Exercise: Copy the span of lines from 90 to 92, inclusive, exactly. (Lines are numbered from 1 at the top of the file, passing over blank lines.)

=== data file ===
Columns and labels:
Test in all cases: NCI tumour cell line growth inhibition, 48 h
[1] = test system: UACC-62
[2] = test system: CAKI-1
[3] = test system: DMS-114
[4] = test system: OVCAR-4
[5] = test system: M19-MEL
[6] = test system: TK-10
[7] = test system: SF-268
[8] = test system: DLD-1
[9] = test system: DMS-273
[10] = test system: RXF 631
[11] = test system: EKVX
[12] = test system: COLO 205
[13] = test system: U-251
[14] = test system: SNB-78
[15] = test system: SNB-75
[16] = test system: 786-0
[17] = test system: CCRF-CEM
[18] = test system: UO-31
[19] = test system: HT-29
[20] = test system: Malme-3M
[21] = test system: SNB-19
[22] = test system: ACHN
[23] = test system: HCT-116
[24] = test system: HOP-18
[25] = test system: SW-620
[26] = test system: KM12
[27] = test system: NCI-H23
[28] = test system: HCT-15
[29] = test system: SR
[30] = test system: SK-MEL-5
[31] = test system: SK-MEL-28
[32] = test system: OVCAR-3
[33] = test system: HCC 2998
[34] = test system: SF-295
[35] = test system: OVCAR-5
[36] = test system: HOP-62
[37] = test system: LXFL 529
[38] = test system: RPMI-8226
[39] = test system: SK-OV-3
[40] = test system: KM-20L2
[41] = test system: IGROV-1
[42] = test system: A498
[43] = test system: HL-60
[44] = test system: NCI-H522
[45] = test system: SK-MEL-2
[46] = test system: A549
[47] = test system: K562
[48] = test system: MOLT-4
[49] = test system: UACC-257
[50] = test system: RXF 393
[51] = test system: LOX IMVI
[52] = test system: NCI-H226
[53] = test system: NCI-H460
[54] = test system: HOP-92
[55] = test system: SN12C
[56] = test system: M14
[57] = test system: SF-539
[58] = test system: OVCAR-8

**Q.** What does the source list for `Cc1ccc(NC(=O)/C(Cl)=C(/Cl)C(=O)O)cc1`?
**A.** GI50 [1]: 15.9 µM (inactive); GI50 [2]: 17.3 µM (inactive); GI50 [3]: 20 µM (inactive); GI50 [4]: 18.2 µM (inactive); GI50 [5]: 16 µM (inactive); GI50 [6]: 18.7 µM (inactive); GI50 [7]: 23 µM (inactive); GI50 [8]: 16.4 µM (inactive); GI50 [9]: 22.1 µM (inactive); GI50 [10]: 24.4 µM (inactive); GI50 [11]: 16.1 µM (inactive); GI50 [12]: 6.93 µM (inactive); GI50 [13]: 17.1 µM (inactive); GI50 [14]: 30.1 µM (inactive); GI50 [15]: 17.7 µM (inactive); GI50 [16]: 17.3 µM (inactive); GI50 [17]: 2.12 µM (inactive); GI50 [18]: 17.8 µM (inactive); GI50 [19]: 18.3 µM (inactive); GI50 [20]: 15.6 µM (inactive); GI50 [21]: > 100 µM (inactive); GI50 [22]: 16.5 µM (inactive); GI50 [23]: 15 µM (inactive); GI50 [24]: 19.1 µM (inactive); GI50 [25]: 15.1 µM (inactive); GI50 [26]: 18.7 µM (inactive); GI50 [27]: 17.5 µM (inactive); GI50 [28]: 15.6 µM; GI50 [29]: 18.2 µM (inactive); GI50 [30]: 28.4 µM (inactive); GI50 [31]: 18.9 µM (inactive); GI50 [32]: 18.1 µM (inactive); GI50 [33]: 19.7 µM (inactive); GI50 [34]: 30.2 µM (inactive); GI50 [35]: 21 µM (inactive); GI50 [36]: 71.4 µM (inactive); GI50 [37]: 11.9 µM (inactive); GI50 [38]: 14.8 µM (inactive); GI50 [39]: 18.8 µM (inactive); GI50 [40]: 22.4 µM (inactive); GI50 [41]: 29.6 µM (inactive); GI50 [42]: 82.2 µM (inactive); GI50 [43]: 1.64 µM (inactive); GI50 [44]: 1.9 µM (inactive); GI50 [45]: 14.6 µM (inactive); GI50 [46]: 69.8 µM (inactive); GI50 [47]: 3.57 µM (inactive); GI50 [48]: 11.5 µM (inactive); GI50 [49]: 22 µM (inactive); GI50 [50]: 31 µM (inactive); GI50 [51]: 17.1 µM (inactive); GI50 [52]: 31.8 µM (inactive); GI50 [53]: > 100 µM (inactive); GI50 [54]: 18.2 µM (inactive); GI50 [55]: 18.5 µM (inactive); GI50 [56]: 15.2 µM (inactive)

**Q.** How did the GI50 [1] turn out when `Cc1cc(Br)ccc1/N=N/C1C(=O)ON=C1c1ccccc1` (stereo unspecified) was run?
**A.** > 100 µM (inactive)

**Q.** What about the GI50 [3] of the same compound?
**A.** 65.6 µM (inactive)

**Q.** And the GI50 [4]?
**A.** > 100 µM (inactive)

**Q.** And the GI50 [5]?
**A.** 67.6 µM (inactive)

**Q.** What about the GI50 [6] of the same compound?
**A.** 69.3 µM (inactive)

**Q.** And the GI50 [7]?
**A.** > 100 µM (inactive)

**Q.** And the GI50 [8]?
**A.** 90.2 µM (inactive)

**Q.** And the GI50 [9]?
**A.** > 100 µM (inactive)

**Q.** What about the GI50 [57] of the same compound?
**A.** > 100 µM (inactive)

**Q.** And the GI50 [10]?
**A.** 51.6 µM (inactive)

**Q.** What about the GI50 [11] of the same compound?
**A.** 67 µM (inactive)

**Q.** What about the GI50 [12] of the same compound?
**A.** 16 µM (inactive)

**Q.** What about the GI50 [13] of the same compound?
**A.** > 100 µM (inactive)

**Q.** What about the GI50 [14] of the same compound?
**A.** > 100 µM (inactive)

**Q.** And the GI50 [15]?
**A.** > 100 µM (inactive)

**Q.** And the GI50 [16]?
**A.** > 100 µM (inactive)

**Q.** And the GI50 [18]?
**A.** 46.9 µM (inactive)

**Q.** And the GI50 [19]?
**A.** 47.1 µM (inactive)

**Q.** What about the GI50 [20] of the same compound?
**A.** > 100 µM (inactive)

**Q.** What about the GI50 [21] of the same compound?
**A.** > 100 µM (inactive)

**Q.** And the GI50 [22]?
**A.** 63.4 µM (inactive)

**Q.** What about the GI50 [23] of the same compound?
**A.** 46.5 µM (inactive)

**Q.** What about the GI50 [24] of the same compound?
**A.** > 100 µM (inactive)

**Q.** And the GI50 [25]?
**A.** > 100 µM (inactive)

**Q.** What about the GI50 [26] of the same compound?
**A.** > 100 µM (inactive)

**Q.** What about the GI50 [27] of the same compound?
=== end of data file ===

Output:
**A.** > 100 µM (inactive)

**Q.** And the GI50 [15]?
**A.** > 100 µM (inactive)